It’s not for everyone. Specifically, sexual monogamy is not normal.
Clearly, serial sexual monogamy is the socially accepted norm in western society, but that norm has been gradually weakening for decades. In a 2016 poll, only 56% of Americans claimed to want a completely monogamous relationship. Why?
Some statistics: About 62% of marriages end in divorce. Also 60% of men and 50% of women admit to having extra-marital affairs. Despite the fact that actual sexual monogamy is present (on average) in about half of marriages, only about one in four marriages end due to marital infidelity. This suggest that non-monogamy also goes unnoticed, is tolerated or is consensual in the about 40% of all other marriages.2
How is that possible? How can the demands of western cultural norms be so far from the reality that exists behind closed doors? It turns out that western culture is indeed the exception rather than the rule, but it’s our views on monogamy that are out of the ordinary, not our tendency to live outside it.
Humans are naturally non-monogamous. Researchers have found that sexual monogamy is practiced by only a few dozen out of four thousand mammal species and in human cultures only 43 out of 238 societies practice monogamy.1 According to genetic studies, monogamy only became prevalent in human populations 10,000 years ago. Human beings are clearly evolved for multiple simultaneous sexual relationships.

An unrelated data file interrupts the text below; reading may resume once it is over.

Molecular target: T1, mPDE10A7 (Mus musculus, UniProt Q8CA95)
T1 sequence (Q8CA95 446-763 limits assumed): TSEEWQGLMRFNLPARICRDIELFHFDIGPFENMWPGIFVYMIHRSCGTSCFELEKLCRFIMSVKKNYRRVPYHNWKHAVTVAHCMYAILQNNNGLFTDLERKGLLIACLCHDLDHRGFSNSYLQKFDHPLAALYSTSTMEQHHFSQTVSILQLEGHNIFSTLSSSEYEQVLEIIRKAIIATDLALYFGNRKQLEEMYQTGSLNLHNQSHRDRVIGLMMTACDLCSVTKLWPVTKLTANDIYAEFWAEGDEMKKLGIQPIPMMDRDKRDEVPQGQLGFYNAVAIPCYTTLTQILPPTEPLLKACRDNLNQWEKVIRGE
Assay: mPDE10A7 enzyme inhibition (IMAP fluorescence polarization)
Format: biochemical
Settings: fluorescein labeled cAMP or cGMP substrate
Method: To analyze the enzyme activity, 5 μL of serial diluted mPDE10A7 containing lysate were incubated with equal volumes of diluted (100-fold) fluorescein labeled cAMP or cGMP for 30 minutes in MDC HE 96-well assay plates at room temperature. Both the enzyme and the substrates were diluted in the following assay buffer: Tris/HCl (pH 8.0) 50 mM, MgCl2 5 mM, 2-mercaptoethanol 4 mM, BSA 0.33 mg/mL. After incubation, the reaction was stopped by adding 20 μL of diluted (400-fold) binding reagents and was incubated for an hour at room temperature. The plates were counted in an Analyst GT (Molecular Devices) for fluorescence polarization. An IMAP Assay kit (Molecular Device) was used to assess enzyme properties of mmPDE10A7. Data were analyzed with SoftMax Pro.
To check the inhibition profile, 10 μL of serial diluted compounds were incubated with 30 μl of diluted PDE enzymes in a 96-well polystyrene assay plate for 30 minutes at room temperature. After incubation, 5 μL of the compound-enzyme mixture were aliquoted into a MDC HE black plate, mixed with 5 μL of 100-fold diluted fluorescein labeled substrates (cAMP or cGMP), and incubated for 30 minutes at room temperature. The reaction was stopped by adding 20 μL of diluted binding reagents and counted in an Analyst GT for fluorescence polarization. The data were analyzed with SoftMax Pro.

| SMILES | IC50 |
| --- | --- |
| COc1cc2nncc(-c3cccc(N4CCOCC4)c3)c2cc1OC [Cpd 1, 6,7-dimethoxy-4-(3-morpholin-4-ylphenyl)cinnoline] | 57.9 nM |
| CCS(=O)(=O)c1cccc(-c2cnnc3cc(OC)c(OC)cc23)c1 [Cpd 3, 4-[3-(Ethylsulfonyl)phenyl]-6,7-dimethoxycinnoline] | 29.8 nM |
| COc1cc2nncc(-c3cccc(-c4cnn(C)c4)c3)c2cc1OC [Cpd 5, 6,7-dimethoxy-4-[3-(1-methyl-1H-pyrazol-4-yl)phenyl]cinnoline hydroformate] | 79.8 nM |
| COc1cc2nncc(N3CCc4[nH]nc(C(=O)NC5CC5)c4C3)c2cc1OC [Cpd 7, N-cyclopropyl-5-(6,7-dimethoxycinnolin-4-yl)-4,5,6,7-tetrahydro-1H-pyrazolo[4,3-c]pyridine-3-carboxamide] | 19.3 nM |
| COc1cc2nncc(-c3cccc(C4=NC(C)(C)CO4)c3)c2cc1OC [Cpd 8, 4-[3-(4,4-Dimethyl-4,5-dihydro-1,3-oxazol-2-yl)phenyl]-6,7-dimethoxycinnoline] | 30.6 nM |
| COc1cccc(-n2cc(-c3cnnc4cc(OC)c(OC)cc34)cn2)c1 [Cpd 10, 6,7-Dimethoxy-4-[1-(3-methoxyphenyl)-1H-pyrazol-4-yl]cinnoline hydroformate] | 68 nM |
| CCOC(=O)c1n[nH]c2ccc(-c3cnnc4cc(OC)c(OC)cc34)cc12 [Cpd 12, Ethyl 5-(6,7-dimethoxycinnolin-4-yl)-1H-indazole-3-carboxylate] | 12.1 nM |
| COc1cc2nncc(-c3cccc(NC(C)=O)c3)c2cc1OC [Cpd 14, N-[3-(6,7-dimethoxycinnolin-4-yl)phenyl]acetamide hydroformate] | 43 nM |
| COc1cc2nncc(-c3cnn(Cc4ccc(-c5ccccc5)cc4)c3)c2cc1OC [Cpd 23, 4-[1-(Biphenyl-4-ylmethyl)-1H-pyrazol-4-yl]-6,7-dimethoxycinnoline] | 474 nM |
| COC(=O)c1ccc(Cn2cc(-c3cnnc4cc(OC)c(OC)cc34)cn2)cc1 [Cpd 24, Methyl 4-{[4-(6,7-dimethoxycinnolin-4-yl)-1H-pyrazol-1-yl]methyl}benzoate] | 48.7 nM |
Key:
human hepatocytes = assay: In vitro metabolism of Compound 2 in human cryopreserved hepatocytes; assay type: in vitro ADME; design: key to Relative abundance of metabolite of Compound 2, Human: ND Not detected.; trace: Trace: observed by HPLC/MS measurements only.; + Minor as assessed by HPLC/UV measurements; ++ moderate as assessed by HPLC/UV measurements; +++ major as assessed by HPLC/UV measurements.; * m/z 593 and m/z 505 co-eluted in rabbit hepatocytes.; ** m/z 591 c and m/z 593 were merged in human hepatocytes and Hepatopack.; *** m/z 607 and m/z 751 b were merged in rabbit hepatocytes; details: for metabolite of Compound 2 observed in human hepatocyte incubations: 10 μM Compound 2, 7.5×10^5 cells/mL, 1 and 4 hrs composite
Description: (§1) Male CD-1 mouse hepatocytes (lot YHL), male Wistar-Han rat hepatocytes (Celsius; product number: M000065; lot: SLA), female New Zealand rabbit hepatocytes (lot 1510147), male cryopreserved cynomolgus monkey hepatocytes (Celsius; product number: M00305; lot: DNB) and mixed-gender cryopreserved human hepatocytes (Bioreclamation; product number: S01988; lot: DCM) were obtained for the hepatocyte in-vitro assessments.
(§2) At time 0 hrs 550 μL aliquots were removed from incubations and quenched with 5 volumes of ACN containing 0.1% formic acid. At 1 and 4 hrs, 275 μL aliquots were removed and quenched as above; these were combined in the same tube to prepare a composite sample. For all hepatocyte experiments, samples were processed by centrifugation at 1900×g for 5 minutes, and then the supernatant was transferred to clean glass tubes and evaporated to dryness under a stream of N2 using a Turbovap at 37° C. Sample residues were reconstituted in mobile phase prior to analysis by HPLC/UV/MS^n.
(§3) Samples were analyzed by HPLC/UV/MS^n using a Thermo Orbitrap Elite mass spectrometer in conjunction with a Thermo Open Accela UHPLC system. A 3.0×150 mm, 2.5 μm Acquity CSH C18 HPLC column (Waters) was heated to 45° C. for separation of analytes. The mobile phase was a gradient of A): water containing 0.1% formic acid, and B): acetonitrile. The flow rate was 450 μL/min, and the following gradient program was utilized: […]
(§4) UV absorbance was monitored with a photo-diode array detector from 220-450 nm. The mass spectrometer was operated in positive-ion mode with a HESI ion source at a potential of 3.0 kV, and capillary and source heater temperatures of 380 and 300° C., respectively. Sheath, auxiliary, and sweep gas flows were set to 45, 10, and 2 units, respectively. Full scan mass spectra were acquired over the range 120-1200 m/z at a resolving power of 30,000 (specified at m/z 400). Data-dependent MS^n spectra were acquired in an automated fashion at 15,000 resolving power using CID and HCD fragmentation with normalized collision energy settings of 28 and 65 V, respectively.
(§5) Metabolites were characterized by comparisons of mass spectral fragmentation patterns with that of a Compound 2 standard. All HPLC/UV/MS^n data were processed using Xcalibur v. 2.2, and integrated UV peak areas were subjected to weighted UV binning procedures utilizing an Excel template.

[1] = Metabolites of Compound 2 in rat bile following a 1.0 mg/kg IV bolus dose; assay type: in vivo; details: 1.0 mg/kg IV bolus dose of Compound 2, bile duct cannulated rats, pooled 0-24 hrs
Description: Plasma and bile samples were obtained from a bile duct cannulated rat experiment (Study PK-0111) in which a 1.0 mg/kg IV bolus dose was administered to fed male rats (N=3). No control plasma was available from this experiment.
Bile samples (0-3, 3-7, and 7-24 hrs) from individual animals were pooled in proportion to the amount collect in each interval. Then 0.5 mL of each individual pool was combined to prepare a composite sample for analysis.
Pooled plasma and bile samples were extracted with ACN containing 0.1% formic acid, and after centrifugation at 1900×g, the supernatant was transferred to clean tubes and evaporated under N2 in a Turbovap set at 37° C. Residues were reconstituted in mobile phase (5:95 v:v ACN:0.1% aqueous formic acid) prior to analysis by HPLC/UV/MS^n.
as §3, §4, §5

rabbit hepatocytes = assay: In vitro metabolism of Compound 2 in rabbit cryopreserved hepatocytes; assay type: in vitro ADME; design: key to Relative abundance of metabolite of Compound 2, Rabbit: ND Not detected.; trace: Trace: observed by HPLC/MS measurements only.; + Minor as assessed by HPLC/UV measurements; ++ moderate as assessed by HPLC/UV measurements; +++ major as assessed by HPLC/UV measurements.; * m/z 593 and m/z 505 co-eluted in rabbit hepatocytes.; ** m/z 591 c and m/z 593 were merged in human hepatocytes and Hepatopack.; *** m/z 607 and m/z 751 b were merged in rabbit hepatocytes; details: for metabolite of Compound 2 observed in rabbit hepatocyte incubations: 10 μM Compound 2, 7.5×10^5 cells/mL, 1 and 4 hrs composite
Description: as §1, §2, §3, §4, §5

The Americans abandoning monogamy in full view of the public do so not as a deviation from their nature, but as a return toward it. I suspect it is also, at least in part, a laudable rejection of the inherent dishonesty necessary to maintain secret affairs.
Some will disagree. Particularly, those in the religious right will (and do) vilify and castigate anyone who dares step out of the sanctified (or just sanctimonious) one-man-one-woman atomic family model. But the evidence we have is not at all on their side of the argument.
1 Barker, Meg and Langdridge, Darren (2010). Whatever happened to non-monogamies? Critical reflections on recent research and theory. Sexualities, 13(6) pp. 748–772.
2 One quarter of the 62% of marriages that fail is about 15%. Subtracting that from the average of men and women admitting affairs (55%) yields an infidelity figure of approximately 40% in the remaining (successful and non-successful) marriages.